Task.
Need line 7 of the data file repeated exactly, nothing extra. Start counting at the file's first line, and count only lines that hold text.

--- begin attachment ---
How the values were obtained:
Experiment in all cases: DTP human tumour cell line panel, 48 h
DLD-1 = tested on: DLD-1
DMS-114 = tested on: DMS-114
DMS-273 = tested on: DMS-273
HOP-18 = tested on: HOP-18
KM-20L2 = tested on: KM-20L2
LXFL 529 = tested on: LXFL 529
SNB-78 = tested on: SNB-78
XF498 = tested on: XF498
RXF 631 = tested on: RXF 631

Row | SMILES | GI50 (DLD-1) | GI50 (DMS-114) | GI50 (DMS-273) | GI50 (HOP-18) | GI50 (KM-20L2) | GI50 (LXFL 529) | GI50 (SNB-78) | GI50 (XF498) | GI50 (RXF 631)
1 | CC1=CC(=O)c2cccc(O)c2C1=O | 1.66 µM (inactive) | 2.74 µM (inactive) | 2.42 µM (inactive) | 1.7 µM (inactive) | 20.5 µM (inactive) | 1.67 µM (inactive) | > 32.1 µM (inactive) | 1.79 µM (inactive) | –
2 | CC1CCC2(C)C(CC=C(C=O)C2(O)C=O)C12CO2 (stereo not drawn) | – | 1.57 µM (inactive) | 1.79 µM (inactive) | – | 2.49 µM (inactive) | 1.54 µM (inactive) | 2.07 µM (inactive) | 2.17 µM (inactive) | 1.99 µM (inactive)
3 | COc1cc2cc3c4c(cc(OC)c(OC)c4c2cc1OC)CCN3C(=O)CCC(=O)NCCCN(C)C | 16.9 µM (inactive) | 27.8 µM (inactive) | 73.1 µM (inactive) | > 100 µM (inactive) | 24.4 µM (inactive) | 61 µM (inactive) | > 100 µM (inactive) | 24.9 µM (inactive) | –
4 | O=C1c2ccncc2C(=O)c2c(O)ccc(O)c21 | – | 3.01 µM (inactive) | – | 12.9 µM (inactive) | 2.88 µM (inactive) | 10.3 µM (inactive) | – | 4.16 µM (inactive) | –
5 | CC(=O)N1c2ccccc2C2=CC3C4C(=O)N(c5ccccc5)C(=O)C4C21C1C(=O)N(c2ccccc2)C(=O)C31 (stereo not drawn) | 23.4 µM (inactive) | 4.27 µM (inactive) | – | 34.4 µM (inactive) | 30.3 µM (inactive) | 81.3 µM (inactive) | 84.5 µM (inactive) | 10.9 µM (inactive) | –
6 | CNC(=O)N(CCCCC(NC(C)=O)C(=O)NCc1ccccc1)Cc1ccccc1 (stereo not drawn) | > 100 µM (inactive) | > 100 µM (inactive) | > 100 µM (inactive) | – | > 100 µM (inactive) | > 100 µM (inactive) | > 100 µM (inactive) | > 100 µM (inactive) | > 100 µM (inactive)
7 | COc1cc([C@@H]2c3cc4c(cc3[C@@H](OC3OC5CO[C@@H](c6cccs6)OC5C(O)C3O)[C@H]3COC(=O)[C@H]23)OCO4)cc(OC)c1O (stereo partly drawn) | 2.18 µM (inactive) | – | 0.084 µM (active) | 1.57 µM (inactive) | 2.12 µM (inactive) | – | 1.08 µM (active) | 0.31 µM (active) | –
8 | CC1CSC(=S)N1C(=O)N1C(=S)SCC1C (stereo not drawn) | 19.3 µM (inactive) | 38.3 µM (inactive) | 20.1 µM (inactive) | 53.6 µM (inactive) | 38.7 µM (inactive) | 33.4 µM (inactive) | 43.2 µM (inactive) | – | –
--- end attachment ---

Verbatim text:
KM-20L2 = tested on: KM-20L2